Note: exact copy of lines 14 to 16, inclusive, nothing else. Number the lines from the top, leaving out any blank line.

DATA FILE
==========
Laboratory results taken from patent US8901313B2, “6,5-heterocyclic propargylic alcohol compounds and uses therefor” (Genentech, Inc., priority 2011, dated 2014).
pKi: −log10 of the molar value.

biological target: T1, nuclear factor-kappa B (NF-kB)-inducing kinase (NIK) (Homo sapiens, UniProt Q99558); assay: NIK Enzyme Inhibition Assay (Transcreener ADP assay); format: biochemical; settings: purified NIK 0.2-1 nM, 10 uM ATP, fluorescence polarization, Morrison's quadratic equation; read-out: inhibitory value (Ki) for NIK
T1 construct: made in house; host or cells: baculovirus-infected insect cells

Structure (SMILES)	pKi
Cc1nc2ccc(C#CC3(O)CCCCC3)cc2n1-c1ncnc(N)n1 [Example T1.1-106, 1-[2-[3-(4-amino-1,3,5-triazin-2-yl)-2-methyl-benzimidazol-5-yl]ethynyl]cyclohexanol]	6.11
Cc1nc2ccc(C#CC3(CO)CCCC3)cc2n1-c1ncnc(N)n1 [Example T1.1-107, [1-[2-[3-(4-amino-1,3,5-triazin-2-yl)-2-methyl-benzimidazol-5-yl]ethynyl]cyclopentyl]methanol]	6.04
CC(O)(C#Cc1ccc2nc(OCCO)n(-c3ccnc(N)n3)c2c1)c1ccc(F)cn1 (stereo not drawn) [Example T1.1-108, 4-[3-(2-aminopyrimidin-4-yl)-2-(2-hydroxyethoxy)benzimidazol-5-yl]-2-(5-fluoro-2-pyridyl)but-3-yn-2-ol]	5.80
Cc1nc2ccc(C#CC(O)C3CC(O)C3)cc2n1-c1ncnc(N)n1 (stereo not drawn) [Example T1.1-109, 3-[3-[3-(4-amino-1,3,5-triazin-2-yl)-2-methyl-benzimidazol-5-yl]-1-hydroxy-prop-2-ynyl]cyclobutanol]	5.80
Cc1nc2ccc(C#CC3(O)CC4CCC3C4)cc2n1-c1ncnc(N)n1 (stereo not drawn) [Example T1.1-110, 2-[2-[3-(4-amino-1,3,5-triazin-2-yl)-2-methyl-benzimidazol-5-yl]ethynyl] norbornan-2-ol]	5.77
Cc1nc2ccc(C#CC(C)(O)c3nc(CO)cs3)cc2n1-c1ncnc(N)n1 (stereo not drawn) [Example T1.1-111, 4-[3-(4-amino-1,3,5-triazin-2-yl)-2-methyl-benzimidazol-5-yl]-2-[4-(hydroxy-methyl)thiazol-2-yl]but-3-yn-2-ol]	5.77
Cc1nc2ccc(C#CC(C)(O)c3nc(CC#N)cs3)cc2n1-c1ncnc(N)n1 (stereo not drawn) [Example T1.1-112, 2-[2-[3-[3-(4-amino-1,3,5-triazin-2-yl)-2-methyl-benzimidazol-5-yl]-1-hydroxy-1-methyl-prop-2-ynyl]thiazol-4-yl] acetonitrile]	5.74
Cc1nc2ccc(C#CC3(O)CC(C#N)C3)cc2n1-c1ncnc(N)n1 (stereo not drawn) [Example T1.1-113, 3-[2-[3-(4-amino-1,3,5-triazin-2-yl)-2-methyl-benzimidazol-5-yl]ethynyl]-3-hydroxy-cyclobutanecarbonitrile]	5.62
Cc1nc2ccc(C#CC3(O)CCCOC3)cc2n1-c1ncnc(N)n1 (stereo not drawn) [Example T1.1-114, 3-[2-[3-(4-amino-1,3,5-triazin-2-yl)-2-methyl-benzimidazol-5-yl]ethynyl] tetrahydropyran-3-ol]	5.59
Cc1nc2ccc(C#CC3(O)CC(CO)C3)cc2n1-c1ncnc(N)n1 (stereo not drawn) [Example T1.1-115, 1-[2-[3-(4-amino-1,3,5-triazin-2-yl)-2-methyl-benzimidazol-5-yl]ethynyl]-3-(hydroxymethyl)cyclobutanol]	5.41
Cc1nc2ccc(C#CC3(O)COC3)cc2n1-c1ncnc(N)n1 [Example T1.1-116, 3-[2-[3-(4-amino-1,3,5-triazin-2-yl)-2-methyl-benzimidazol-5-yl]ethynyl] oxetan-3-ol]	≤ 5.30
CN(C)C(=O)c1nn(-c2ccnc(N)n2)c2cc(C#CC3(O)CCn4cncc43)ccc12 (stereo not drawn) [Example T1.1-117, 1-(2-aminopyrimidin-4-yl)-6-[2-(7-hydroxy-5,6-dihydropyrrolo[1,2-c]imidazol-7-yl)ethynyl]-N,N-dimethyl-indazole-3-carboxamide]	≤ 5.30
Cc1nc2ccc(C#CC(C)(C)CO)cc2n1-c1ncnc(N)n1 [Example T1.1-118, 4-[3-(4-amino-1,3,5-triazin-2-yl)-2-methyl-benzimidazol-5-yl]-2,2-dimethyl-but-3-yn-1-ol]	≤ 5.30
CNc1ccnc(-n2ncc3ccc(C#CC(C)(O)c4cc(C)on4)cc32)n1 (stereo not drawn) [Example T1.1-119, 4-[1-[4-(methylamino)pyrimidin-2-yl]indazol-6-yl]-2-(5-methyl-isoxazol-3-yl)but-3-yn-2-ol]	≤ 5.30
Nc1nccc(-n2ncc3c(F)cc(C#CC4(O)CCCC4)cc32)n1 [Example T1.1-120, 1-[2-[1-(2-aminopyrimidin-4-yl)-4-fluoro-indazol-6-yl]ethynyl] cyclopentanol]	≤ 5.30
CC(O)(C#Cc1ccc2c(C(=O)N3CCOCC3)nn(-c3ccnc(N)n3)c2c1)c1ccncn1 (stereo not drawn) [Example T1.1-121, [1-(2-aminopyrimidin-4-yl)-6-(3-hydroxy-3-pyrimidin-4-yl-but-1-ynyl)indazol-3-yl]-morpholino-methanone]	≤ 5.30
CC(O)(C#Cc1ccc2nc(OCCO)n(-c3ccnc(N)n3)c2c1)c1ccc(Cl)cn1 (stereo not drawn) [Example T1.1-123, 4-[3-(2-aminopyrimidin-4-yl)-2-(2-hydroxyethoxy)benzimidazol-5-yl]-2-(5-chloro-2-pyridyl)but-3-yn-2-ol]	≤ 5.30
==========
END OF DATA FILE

Cc1nc2ccc(C#CC3(O)CCCOC3)cc2n1-c1ncnc(N)n1 (stereo not drawn) [Example T1.1-114, 3-[2-[3-(4-amino-1,3,5-triazin-2-yl)-2-methyl-benzimidazol-5-yl]ethynyl] tetrahydropyran-3-ol]	5.59
Cc1nc2ccc(C#CC3(O)CC(CO)C3)cc2n1-c1ncnc(N)n1 (stereo not drawn) [Example T1.1-115, 1-[2-[3-(4-amino-1,3,5-triazin-2-yl)-2-methyl-benzimidazol-5-yl]ethynyl]-3-(hydroxymethyl)cyclobutanol]	5.41
Cc1nc2ccc(C#CC3(O)COC3)cc2n1-c1ncnc(N)n1 [Example T1.1-116, 3-[2-[3-(4-amino-1,3,5-triazin-2-yl)-2-methyl-benzimidazol-5-yl]ethynyl] oxetan-3-ol]	≤ 5.30